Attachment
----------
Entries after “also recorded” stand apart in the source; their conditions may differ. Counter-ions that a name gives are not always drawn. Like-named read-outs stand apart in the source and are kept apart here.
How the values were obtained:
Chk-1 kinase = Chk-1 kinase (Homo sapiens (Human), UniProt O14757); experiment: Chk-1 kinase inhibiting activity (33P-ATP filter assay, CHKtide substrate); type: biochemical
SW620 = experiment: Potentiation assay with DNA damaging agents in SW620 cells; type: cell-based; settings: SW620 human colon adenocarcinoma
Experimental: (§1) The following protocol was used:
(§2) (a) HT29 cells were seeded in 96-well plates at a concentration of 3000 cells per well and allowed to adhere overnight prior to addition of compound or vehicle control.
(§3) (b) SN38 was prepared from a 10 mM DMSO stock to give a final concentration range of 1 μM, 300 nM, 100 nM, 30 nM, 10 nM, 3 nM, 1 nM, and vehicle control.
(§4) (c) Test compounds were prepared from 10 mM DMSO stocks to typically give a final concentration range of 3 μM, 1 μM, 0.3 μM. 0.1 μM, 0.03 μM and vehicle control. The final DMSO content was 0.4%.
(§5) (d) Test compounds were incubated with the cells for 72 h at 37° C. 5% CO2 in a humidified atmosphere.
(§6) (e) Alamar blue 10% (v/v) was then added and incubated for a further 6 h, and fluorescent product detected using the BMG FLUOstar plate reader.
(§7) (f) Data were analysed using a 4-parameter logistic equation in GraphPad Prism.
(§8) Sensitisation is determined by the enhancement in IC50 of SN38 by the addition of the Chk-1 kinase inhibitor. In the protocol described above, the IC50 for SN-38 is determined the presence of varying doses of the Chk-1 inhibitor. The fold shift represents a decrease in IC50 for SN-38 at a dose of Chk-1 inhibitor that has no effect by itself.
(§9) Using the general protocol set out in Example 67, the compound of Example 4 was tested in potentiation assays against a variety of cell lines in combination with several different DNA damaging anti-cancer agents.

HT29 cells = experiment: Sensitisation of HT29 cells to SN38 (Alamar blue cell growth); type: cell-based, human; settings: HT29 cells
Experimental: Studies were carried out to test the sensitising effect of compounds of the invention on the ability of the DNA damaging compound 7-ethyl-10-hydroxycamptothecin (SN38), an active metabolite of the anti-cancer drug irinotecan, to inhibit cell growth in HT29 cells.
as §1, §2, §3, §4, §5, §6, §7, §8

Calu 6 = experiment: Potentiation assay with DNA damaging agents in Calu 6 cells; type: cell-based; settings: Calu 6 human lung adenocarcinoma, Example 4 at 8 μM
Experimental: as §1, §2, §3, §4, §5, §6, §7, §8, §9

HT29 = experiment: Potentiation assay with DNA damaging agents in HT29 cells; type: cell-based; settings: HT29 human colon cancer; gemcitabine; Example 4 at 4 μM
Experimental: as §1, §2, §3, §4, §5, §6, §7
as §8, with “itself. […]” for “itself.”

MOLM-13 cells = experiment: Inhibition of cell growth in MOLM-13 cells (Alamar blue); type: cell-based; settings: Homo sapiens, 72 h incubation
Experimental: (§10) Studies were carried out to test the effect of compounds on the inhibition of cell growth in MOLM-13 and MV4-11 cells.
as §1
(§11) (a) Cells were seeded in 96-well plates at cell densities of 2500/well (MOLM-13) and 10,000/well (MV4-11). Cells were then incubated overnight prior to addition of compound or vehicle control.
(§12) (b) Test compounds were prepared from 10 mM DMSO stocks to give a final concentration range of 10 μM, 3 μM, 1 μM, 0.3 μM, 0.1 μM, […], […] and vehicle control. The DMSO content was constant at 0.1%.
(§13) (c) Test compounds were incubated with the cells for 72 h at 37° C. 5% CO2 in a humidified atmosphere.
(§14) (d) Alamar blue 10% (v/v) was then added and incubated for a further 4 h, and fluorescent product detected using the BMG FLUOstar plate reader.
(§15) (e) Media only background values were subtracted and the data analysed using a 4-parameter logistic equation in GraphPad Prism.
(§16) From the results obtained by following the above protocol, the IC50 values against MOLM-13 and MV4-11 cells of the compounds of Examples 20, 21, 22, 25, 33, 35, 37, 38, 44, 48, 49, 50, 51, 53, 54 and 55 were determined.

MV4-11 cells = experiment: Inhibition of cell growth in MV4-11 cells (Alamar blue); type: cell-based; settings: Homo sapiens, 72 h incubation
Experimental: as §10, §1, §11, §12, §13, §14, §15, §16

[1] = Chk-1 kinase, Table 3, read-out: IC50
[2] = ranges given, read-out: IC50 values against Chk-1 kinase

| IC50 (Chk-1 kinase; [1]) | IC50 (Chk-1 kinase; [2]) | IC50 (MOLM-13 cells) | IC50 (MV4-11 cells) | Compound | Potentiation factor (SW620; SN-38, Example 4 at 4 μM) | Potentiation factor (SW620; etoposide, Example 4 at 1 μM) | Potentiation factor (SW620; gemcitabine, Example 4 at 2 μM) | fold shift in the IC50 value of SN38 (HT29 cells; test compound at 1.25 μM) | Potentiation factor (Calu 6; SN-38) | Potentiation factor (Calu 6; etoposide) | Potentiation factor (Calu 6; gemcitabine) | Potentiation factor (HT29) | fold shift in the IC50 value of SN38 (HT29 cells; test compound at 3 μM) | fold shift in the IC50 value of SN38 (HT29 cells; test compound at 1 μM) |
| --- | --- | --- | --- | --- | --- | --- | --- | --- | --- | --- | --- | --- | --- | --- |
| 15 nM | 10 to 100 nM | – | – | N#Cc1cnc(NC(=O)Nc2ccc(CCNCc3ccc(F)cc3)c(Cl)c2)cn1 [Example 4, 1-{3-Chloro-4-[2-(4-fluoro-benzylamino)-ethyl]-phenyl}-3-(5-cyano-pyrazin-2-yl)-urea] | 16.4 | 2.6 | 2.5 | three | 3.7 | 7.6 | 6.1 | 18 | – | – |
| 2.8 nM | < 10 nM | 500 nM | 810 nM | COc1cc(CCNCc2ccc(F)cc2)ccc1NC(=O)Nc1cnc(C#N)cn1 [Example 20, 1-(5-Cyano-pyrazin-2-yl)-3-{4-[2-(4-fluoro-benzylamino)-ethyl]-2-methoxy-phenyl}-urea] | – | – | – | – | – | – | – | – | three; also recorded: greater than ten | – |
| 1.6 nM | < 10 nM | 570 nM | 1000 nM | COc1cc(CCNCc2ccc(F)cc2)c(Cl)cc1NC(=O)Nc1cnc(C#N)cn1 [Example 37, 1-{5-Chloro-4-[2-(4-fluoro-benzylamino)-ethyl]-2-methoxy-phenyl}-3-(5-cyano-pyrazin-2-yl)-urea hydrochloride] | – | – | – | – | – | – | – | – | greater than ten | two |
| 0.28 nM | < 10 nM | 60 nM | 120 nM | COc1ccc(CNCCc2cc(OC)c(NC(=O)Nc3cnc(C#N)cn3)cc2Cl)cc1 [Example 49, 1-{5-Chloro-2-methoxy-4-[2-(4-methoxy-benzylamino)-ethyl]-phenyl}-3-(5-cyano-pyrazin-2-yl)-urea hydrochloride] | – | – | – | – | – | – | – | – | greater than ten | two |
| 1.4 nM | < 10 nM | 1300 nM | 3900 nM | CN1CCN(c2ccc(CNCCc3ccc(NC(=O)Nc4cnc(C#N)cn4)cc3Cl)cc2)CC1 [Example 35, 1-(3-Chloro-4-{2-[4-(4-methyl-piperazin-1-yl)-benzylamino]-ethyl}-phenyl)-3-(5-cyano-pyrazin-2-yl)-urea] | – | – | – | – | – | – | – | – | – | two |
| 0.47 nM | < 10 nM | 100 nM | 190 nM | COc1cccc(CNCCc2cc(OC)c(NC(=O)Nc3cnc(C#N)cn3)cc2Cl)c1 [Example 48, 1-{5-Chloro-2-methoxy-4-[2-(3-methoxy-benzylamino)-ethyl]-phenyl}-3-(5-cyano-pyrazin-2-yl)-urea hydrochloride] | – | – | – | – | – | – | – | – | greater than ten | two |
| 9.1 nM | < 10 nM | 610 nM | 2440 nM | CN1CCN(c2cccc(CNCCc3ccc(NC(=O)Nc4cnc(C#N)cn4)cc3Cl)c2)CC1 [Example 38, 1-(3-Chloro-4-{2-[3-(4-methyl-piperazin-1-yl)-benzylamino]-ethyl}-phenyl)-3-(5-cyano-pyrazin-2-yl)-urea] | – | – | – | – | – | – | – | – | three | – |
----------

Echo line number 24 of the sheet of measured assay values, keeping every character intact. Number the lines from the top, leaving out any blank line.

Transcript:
as §1